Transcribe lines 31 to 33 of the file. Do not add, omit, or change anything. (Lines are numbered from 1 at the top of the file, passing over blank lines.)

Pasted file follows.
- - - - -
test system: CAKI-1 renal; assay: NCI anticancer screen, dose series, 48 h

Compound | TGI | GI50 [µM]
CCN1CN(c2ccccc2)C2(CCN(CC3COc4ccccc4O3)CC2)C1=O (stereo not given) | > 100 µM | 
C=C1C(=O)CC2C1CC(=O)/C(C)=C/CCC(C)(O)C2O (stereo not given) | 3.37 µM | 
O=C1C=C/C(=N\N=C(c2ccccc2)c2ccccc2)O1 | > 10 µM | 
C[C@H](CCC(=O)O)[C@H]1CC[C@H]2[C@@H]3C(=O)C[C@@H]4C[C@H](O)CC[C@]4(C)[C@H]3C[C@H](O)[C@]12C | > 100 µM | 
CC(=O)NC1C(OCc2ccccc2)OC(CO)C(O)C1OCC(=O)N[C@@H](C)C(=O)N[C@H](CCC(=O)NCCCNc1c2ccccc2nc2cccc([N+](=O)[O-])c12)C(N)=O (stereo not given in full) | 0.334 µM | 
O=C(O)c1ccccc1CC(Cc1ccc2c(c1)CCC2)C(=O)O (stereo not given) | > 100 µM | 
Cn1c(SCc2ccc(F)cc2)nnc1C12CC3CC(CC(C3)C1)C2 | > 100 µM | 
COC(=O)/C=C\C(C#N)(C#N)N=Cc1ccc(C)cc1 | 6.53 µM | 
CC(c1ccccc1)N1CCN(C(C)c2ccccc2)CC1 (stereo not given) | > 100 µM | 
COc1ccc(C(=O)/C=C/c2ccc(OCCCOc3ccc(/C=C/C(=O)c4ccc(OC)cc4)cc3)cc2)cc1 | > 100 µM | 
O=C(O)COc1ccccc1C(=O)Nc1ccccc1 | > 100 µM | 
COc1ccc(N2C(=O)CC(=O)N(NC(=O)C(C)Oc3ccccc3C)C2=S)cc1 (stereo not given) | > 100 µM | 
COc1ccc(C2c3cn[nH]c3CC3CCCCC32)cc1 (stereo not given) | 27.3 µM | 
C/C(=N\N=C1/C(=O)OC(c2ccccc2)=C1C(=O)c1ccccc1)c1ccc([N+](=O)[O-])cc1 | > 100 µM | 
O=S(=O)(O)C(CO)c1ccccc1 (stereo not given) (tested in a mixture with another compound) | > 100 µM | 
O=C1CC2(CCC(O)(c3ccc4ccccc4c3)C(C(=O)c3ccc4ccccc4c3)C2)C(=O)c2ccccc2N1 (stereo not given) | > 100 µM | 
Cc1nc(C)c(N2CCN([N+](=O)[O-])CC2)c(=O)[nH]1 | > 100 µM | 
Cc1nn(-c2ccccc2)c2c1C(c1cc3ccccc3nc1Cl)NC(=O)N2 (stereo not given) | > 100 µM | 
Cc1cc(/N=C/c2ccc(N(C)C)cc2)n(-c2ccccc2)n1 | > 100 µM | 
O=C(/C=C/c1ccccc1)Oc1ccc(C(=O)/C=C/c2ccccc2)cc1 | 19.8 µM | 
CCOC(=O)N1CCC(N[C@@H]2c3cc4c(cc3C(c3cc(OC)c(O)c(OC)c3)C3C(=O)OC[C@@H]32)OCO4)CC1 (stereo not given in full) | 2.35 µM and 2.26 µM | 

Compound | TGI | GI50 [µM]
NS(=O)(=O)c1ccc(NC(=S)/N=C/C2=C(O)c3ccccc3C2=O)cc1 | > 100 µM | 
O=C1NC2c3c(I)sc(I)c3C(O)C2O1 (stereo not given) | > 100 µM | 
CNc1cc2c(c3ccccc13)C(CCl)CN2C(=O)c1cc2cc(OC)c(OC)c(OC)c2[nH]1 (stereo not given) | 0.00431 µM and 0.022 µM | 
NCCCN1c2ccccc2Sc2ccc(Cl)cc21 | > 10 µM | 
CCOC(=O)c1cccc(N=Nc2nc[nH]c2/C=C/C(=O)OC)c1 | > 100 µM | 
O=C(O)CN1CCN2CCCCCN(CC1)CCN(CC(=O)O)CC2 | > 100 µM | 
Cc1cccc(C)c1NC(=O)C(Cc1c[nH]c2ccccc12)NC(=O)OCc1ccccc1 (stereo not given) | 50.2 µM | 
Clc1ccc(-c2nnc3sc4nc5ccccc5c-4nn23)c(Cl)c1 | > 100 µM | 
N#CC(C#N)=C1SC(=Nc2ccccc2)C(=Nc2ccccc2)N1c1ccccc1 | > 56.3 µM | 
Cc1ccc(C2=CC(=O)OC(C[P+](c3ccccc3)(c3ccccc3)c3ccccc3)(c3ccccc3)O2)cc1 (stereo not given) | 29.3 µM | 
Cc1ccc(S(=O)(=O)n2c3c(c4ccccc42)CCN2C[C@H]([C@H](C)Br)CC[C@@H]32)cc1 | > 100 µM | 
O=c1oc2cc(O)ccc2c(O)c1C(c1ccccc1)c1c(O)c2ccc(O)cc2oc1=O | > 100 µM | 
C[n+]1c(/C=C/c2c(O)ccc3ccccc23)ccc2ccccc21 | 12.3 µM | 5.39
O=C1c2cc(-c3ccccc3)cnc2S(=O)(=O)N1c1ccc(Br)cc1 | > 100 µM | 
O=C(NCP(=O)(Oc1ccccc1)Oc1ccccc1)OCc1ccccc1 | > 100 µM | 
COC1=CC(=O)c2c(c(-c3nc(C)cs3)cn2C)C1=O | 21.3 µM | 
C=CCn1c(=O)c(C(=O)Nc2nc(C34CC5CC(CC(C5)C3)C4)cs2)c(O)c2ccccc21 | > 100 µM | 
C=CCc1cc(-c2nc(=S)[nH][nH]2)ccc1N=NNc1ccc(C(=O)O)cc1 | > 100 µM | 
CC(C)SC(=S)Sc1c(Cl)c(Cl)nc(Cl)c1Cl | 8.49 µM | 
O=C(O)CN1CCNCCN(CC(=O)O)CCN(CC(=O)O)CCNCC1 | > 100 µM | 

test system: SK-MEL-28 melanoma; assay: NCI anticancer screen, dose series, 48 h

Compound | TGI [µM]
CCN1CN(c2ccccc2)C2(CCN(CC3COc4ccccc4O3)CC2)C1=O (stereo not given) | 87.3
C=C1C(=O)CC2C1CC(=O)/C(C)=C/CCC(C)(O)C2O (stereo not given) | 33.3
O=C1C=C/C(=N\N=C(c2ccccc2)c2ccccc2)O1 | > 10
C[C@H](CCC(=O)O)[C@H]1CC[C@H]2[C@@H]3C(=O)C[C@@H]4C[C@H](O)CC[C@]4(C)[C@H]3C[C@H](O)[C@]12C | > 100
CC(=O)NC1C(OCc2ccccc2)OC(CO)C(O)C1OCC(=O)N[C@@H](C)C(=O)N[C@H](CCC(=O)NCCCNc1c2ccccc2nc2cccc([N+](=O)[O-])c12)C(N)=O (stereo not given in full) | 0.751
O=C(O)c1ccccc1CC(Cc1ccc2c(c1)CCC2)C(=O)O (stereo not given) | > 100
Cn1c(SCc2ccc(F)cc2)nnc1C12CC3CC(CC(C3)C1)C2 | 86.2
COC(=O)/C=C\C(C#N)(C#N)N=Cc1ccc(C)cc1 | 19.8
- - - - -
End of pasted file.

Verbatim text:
Cc1cccc(C)c1NC(=O)C(Cc1c[nH]c2ccccc12)NC(=O)OCc1ccccc1 (stereo not given) | 50.2 µM | 
Clc1ccc(-c2nnc3sc4nc5ccccc5c-4nn23)c(Cl)c1 | > 100 µM | 
N#CC(C#N)=C1SC(=Nc2ccccc2)C(=Nc2ccccc2)N1c1ccccc1 | > 56.3 µM | 